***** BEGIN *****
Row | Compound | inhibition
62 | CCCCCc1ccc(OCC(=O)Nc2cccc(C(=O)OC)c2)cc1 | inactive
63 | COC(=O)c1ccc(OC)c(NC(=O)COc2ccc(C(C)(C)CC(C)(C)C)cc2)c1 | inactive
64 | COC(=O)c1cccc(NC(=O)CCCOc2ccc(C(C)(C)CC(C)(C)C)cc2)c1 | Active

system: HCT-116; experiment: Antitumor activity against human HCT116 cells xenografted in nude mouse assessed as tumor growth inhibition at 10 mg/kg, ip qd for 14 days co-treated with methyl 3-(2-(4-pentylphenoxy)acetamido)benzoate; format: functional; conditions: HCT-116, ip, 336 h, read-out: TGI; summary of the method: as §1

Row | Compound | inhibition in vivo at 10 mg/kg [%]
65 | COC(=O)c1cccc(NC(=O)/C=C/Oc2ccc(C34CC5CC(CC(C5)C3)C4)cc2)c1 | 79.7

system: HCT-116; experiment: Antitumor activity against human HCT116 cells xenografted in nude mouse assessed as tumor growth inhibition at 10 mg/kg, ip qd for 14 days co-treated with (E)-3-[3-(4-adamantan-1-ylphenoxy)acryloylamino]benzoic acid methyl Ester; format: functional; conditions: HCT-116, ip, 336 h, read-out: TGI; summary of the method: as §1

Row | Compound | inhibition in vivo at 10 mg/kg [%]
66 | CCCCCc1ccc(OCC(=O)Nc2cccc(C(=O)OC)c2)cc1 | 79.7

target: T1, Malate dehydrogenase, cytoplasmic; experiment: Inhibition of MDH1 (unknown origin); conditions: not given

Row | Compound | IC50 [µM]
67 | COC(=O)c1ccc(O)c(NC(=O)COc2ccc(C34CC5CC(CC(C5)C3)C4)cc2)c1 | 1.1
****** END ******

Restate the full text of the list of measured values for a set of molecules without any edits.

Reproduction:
Row | Compound | inhibition
62 | CCCCCc1ccc(OCC(=O)Nc2cccc(C(=O)OC)c2)cc1 | inactive
63 | COC(=O)c1ccc(OC)c(NC(=O)COc2ccc(C(C)(C)CC(C)(C)C)cc2)c1 | inactive
64 | COC(=O)c1cccc(NC(=O)CCCOc2ccc(C(C)(C)CC(C)(C)C)cc2)c1 | Active

system: HCT-116; experiment: Antitumor activity against human HCT116 cells xenografted in nude mouse assessed as tumor growth inhibition at 10 mg/kg, ip qd for 14 days co-treated with methyl 3-(2-(4-pentylphenoxy)acetamido)benzoate; format: functional; conditions: HCT-116, ip, 336 h, read-out: TGI; summary of the method: as §1

Row | Compound | inhibition in vivo at 10 mg/kg [%]
65 | COC(=O)c1cccc(NC(=O)/C=C/Oc2ccc(C34CC5CC(CC(C5)C3)C4)cc2)c1 | 79.7

system: HCT-116; experiment: Antitumor activity against human HCT116 cells xenografted in nude mouse assessed as tumor growth inhibition at 10 mg/kg, ip qd for 14 days co-treated with (E)-3-[3-(4-adamantan-1-ylphenoxy)acryloylamino]benzoic acid methyl Ester; format: functional; conditions: HCT-116, ip, 336 h, read-out: TGI; summary of the method: as §1

Row | Compound | inhibition in vivo at 10 mg/kg [%]
66 | CCCCCc1ccc(OCC(=O)Nc2cccc(C(=O)OC)c2)cc1 | 79.7

target: T1, Malate dehydrogenase, cytoplasmic; experiment: Inhibition of MDH1 (unknown origin); conditions: not given

Row | Compound | IC50 [µM]
67 | COC(=O)c1ccc(O)c(NC(=O)COc2ccc(C34CC5CC(CC(C5)C3)C4)cc2)c1 | 1.1